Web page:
Thursday, October 31, 2013

John 2:1-11 Part I, Obedient Son -- of the Father

On the third day a wedding took place at Cana in Galilee. Jesus’ mother was there, and Jesus and his disciples had also been invited to the wedding. When the wine was gone, Jesus’ mother said to him, “They have no more wine.”
“Woman, why do you involve me?” Jesus replied. “My hour has not yet come.”
His mother said to the servants, “Do whatever he tells you.”
Nearby stood six stone water jars, the kind used by the Jews for ceremonial washing, each holding from twenty to thirty gallons.
Jesus said to the servants, “Fill the jars with water”; so they filled them to the brim.
Then he told them, “Now draw some out and take it to the master of the banquet.”
They did so, and the master of the banquet tasted the water that had been turned into wine. He did not realize where it had come from, though the servants who had drawn the water knew. Then he called the bridegroom aside 10 and said, “Everyone brings out the choice wine first and then the cheaper wine after the guests have had too much to drink; but you have saved the best till now.”
11 What Jesus did here in Cana of Galilee was the first of the signs through which he revealed his glory; and his disciples believed in him.


(Here's fair warning....this is a lengthy study post!)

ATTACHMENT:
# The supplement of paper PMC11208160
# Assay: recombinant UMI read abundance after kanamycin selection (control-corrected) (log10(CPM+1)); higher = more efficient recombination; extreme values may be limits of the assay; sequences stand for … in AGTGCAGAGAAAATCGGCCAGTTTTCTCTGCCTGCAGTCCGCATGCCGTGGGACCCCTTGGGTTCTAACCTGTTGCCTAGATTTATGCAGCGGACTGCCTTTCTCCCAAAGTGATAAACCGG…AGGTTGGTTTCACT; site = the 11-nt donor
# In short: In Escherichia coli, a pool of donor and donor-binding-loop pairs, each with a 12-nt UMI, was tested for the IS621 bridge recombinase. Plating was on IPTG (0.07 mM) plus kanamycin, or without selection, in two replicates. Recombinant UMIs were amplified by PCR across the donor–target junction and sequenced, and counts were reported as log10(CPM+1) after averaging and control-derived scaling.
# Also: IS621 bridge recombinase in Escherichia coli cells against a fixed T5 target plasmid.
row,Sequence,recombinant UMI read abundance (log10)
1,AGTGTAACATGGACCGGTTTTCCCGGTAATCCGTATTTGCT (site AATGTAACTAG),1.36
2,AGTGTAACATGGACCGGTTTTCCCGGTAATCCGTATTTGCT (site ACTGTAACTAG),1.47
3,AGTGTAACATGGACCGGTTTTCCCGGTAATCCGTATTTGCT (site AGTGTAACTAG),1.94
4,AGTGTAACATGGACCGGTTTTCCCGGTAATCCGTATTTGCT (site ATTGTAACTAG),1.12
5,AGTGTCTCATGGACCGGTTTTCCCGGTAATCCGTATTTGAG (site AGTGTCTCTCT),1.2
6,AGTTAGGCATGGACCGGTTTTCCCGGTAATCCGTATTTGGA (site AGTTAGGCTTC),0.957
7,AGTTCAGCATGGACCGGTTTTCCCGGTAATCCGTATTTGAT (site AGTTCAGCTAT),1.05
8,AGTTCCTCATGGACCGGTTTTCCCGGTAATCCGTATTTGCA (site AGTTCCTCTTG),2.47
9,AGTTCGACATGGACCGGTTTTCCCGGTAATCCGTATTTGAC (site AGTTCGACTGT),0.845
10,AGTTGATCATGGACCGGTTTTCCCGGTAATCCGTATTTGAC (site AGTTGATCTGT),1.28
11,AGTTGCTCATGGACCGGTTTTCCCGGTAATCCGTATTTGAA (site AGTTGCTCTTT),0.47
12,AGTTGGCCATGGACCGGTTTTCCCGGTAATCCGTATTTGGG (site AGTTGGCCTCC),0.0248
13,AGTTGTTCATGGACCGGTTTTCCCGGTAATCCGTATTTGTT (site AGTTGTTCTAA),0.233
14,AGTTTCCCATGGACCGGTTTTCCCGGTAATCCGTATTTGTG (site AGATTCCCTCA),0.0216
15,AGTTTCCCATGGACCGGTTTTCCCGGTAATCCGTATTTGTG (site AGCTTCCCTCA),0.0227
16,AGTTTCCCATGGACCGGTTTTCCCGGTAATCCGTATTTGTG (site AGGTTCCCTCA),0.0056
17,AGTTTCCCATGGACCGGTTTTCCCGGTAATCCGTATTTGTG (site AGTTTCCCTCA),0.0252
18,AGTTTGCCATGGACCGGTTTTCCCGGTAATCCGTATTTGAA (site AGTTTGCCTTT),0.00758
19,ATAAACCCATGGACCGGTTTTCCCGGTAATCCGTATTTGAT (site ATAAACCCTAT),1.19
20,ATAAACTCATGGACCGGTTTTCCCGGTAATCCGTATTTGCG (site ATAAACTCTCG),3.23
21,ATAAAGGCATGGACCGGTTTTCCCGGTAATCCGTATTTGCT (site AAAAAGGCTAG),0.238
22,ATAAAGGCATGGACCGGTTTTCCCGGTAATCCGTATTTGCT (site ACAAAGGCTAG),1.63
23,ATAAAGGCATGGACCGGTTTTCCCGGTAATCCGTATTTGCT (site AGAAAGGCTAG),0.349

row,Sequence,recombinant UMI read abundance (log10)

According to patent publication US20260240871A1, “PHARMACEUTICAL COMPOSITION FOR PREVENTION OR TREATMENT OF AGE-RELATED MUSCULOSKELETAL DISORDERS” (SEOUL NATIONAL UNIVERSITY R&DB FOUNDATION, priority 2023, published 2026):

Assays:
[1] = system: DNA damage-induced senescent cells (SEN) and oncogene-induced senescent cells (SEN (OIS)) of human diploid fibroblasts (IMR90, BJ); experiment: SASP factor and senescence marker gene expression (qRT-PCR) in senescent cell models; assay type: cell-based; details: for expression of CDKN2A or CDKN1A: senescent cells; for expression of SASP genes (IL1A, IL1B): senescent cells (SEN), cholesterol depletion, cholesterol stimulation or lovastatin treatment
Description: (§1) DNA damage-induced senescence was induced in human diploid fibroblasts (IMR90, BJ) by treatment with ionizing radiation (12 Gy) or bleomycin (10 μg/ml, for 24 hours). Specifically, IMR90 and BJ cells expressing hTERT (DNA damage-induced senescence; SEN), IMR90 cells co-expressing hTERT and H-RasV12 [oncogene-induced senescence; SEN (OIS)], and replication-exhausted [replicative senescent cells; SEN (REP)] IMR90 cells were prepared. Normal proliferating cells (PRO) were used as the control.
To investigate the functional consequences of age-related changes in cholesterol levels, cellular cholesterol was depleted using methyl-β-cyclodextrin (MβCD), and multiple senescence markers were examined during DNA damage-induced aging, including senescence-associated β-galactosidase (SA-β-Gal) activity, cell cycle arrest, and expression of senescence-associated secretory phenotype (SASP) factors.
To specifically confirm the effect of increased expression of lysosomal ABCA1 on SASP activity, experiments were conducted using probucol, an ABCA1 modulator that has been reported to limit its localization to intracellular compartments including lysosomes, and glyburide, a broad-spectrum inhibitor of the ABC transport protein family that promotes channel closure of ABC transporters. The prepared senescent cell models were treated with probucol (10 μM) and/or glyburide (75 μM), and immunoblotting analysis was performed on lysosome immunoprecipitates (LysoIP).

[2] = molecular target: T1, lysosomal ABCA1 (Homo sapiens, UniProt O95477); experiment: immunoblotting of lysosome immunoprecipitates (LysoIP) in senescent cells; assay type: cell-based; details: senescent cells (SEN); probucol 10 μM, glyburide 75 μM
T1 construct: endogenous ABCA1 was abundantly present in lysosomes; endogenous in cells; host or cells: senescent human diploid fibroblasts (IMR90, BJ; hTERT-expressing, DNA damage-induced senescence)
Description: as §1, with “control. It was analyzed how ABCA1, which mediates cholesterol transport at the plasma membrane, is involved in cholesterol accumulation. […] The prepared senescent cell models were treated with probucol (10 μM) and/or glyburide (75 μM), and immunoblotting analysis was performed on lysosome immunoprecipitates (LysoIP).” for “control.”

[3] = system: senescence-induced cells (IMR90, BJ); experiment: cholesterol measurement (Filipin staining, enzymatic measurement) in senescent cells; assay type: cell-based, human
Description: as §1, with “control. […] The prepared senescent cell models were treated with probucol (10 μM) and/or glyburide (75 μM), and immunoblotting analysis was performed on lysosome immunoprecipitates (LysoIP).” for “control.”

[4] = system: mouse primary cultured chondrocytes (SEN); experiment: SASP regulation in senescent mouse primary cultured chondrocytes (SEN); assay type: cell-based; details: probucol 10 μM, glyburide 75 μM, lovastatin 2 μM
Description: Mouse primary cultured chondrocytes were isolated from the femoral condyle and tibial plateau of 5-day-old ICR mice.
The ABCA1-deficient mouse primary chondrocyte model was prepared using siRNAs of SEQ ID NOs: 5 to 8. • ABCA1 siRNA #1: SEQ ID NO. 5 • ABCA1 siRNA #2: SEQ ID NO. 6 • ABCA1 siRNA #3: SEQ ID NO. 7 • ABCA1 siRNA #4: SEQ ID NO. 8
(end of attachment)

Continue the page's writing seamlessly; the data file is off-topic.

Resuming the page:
Remember when we began our study of John? We found out that the reason for John's writing his gospel was so others (like us) would believe that Jesus was the Christ, our Savior. All of the things that John would write down would lead us there; he would show us the majesty, the glory, the Sonship of Jesus, in the hope that all would believe.

Verse 11 in this passage reminds us -- that is John's purpose. He would reveal Christ, as He revealed His glory, and many will believe.

Let's dig in!
And Jesus said to her, “Woman, what does this have to do with me? My hour has not yet come.”  (verse 4)
I have to admit, when I was younger and a preacher would read this passage, I would have some confused thoughts about these verses. Jesus' response to Mary just didn't hit me right. When I became a mom, even though I'd studied it and thought I understood, it still didn't "sit right." As I've grown older and studied even more, I think I know what was happening here. I pray the Spirit will help me explain -- y'all might already know all about this, but maybe someone will be helped!

I hope I'm not thinking too highly of myself to say this, but I think Jesus knew that it would be a surprising response. And I think that John knew, as he wrote it into his gospel, that it would shock some people. Let's backtrack a minute to the words that were spoken . . . in that era, "woman" as used here, would be like calling someone "ma'am" -- a little bit abrupt, but not disrespectful. So I don't think that Jesus was being brusque, or disrespectful of his earthly parent. However, it truly must have sounded abrupt! And then, the phrase that follows....."ti emoi kai soi"  Did you know that every other time (five times) that we see that phrase in the New Testament, it is spoken by a demon when addressing Christ? Wow!